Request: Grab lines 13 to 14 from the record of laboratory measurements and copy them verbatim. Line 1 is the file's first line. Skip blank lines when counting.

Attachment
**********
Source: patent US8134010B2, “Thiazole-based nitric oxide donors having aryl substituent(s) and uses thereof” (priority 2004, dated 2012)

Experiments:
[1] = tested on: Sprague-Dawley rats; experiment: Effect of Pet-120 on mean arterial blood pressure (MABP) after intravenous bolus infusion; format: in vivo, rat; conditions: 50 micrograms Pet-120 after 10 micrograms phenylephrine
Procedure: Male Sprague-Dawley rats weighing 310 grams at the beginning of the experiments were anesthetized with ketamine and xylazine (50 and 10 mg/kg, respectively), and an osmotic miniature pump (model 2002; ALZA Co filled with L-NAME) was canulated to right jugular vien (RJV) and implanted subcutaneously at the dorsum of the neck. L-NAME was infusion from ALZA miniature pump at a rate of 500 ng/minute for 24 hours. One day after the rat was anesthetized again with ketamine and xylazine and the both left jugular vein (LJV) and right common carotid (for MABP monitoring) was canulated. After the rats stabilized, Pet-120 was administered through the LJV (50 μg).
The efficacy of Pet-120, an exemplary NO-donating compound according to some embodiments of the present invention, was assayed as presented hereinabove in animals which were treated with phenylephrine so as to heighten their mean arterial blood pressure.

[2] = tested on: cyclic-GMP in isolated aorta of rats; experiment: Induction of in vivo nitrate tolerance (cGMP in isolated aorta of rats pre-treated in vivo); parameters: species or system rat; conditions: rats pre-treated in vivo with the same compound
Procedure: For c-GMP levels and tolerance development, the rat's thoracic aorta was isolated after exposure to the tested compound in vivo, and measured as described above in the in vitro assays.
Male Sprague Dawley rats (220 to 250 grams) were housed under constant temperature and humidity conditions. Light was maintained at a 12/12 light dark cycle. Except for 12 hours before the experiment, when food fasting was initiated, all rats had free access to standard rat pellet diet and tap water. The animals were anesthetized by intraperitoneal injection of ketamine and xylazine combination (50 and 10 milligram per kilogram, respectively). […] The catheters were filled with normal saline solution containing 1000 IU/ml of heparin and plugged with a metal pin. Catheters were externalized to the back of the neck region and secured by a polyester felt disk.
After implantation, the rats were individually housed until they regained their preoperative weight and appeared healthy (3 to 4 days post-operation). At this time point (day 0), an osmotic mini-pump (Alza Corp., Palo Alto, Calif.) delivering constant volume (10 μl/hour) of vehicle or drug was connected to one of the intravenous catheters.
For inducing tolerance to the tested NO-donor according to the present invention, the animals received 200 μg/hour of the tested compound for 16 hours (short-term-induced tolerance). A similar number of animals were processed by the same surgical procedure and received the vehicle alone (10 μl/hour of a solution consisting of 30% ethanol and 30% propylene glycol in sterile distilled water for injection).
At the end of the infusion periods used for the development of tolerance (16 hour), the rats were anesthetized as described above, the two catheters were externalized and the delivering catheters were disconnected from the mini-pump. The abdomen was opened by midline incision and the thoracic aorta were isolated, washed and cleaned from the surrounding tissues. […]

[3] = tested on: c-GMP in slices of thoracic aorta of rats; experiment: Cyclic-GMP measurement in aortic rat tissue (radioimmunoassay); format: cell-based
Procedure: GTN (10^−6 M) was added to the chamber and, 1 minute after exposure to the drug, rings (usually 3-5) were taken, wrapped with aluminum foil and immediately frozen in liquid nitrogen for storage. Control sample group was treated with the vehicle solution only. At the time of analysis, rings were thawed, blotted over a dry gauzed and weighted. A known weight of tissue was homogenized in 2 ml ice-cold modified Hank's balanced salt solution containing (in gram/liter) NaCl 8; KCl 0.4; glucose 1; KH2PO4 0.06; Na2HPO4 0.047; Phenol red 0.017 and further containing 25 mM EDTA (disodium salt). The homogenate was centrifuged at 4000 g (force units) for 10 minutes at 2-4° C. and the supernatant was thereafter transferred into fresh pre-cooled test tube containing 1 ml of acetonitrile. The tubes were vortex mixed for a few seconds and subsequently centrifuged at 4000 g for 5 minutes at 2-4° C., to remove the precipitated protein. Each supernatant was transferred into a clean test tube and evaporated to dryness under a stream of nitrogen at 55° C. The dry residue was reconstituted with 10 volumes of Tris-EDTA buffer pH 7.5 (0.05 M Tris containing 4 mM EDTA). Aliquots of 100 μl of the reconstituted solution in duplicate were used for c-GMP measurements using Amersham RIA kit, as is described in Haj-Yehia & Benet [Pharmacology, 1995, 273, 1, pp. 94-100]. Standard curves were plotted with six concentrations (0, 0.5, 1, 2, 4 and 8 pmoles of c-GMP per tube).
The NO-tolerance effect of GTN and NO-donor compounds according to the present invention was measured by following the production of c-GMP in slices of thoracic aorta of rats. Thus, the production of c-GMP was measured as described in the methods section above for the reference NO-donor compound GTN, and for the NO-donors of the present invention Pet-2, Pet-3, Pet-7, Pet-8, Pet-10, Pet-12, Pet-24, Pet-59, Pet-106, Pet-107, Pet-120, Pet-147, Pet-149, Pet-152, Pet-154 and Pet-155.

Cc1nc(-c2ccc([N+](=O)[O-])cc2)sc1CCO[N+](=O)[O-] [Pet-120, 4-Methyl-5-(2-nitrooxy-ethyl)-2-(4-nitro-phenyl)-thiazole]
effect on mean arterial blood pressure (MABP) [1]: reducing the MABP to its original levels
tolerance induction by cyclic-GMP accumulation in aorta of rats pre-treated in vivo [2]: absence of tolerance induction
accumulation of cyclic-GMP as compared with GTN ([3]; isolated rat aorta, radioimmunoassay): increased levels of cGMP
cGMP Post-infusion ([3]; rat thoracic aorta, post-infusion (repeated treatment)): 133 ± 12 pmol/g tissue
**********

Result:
Procedure: GTN (10^−6 M) was added to the chamber and, 1 minute after exposure to the drug, rings (usually 3-5) were taken, wrapped with aluminum foil and immediately frozen in liquid nitrogen for storage. Control sample group was treated with the vehicle solution only. At the time of analysis, rings were thawed, blotted over a dry gauzed and weighted. A known weight of tissue was homogenized in 2 ml ice-cold modified Hank's balanced salt solution containing (in gram/liter) NaCl 8; KCl 0.4; glucose 1; KH2PO4 0.06; Na2HPO4 0.047; Phenol red 0.017 and further containing 25 mM EDTA (disodium salt). The homogenate was centrifuged at 4000 g (force units) for 10 minutes at 2-4° C. and the supernatant was thereafter transferred into fresh pre-cooled test tube containing 1 ml of acetonitrile. The tubes were vortex mixed for a few seconds and subsequently centrifuged at 4000 g for 5 minutes at 2-4° C., to remove the precipitated protein. Each supernatant was transferred into a clean test tube and evaporated to dryness under a stream of nitrogen at 55° C. The dry residue was reconstituted with 10 volumes of Tris-EDTA buffer pH 7.5 (0.05 M Tris containing 4 mM EDTA). Aliquots of 100 μl of the reconstituted solution in duplicate were used for c-GMP measurements using Amersham RIA kit, as is described in Haj-Yehia & Benet [Pharmacology, 1995, 273, 1, pp. 94-100]. Standard curves were plotted with six concentrations (0, 0.5, 1, 2, 4 and 8 pmoles of c-GMP per tube).
The NO-tolerance effect of GTN and NO-donor compounds according to the present invention was measured by following the production of c-GMP in slices of thoracic aorta of rats. Thus, the production of c-GMP was measured as described in the methods section above for the reference NO-donor compound GTN, and for the NO-donors of the present invention Pet-2, Pet-3, Pet-7, Pet-8, Pet-10, Pet-12, Pet-24, Pet-59, Pet-106, Pet-107, Pet-120, Pet-147, Pet-149, Pet-152, Pet-154 and Pet-155.